Cut the Bacon!

By Dana Howse 
Community Dietitian

I love BACON!  In fact, I am most attracted to any menu option that includes bacon.  As a dietitian, I feel I try to limit my intake of fatty meats for myself and my family.  Recent news from WHO (World Health Organization) listed processed meat as a “Class 1” carcinogen, and has caused me to reevaluate my habits.

Yes, it is true that for years I’ve been defending my right to eat pork and beef—as long as it’s moderately consumed.  I consciously limit my breakfast meats to 1-2 times per week, but that is not necessarily so at other meal times, such as sausages used in dinner meals, pizza, hot dogs etc.  As I re-evaluate my consumption of processed and red meats it turns out that I may average 3-4 times per week.

The goal of this article is to provide you with information that will help you become better informed to potentially make a decision to cut the bacon.  We will review the report Carcinogenicity of Consumption of Red and Processed Meat from The Lancet, published October 27, 2015.  I will define “red” and “processed” meat as well as identify the carcinogenic properties.  Of course, healthy alternatives will be discussed!

1.13.2016 - MeatRed meat is considered to be unprocessed mammalian animal meat such as beef, veal, pork, lamb or goat.  When these meats are cooked at high temperatures, suspected carcinogens,such as heterocyclic aromatic amines (HAA) or polycyclic aromatic hydrocarbons (PAH) are produced. barbecuing produces the most chemicals.

Processed meats are meats that have been treated by salting, smoking, curing, fermentation or other processes of preservation or enhancement.  Processed meats are not limited to red meats but may include poultry, organ meat and meat byproducts. N-nitroso-compound (NOC) and PAH are carcinogenic chemicals produced when meats are processed via above mentioned methods.

According to the Lancet report, more than 800 epidemiological studies that investigated the associations of cancer to the consumption of red meat or processed meat were assessed.  The working group concluded that there was sufficient evidence for developing colon cancer from the consumption of processed meat by humans. There was only a positive association between red meat and the development of colorectal, pancreatic and prostate cancer.  Although, it is known that PAH and HAA causes DNA damage, there is not sufficient evidence that this occurs once meat is consumed.  Because of this assessment, red meat was categorized as a probable cause of cancer.   In short, processed meat IS carcinogenic and red meat MAY BE carcinogenic.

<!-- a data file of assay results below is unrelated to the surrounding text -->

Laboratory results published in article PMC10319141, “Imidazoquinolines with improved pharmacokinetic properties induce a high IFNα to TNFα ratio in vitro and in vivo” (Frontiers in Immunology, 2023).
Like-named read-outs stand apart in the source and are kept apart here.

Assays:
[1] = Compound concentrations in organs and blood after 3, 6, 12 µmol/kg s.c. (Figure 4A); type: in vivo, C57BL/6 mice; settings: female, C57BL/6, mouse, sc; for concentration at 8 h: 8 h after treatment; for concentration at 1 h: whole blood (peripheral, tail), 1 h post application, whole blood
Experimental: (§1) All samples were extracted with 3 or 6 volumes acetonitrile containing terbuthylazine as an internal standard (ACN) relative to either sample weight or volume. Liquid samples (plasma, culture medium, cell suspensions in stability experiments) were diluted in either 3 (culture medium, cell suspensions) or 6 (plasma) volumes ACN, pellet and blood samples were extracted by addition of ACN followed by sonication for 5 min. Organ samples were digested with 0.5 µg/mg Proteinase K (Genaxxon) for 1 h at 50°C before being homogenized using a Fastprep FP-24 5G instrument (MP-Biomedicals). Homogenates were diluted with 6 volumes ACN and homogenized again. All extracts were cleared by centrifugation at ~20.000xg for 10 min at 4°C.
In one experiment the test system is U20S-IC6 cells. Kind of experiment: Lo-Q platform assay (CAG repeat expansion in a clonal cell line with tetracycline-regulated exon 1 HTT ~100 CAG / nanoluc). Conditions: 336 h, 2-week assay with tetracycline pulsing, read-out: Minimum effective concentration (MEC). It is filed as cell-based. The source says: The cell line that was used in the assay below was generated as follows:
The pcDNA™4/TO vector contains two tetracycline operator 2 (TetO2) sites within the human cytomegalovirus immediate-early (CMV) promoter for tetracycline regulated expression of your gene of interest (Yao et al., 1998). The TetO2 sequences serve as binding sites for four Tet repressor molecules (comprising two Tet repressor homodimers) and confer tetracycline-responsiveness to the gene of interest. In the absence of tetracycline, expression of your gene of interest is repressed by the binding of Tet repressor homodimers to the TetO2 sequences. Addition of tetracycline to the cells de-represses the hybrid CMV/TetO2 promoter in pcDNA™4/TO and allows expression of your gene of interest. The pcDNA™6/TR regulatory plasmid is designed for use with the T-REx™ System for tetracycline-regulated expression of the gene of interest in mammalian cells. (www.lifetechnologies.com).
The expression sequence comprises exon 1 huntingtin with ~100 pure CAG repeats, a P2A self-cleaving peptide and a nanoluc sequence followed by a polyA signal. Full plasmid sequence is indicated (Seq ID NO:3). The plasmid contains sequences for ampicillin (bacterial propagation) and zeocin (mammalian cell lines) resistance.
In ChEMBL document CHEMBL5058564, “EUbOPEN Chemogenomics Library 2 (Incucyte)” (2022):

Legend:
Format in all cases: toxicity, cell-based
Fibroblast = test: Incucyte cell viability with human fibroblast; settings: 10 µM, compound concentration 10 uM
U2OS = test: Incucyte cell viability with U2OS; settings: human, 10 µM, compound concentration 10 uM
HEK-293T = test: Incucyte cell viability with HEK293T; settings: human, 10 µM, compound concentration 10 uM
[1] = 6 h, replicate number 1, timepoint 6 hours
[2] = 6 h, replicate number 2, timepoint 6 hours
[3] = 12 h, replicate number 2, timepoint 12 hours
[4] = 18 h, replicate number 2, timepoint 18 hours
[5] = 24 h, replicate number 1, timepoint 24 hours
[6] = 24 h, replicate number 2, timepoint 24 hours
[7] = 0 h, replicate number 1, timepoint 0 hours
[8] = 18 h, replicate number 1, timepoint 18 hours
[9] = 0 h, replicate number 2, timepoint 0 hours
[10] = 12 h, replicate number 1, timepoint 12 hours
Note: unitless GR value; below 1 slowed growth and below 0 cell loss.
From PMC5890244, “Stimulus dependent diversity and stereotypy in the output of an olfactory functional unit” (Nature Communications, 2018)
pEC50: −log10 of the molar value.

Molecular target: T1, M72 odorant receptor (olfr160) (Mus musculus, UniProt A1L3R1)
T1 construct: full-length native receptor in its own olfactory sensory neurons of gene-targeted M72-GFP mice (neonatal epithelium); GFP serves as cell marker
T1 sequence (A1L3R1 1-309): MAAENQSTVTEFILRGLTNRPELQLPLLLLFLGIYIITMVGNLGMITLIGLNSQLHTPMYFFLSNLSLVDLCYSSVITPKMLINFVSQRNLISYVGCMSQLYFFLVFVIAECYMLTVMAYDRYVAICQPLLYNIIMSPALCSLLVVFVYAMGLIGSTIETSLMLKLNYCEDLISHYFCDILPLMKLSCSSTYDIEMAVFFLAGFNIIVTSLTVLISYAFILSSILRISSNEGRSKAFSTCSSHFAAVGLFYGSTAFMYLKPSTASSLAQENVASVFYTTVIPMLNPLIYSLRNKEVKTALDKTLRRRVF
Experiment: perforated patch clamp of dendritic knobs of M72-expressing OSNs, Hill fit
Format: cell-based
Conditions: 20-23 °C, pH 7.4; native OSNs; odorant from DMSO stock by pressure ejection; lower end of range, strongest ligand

The scientist on this panel only reviewed current research and added red meat and processed to the list of carcinogens.  The risk for eating bacon is not as high as the risk associated with smoking a pack of cigarettes a day. The panel does not suggest recommendations for consumption—further reviews and evaluations will need to take place in the future. Limiting your intake of red and processed meat is a good start to decreasing you risk for developing colorectal cancer.

Current recommendations are not available at this time, so you may want to consider eating less than your current consumption.  For instance, if you typically consume deli meat on a daily basis, perhaps you should consider limiting consumption to 3-4 times per week.  All habits should be considered and reevaluated frequently to ensure you have healthy practices.

Here is a quick list of foods you should consider limiting:

  • Deli Meat: Ham, turkey, beef, chicken, corned beef, bologna, salami, etc.
  • Hot Dogs: Pork, beef, chicken, turkey
  • Sausages: Beef, pork, chicken and turkey
  • Bacon: Pork, beef and turkey
  • Fatty unprocessed red meat, pork and poultry Including all products listed as “natural,” “uncured,” “nitrate free,” “organic,” “low sodium,” and “fat free” should also be limited.

Nitrate-free products or uncured just means that the product has no added nitrate salts, but are still cured with vegetables that are a natural source of nitrate like celery juice, extract or powder.  These alternatives can still pose a risk.  It is not recommended to eliminate vegetables that have nitrate concentrations because they generally have high concentrations of phytochemicals and Vitamin C which are known to dampen the carcinogenic risk of the nitrates.  However, there is no evidence that these alternative curing agents will also have an anti-carcinogenic effect.

Quick tips to a healthier diet:

  • Replace red and processed meat with lean, unprocessed poultry and fish most days of the week
  • Consider meat alternatives throughout the week
  • Increase fruit and vegetable options at meal times
  • Choose whole grains, especially grains high in protein like Quinoa
  • Exercise for at least 150 minutes a week

Alternatives to deli meat:

  • Bean salad with quinoa
  • Hummus with whole wheat pita bread and veggies
  • Grilled chicken breast with baby kale or arugula salad
  • Classic Peanut Butter and Jelly or bananas ( sunflower seed butter, almond butter, etc. with any fruit)

For meat-alternative starters, check out this Classic Hummus Recipe below!


 

My Favorite Hummus Recipe Classic Hummus

1 can of Garbanzo beans rinsed and drained

1/3 c Tahini paste

1 clove of minced garlic

3 tbsp. olive oil

Lemon juice from ½ a lemon

Salt to taste

Paprika and parsley as garnish

Mix beans, tahini paste, garlic and olive oil and lemon juice in a blender.  Puree until smooth.  You can add warm water 1 tbsp at a time until you reached your desired consistency. Salt to taste and garnish with paprika, parsley and olive oil if you like.

 

Sources: 

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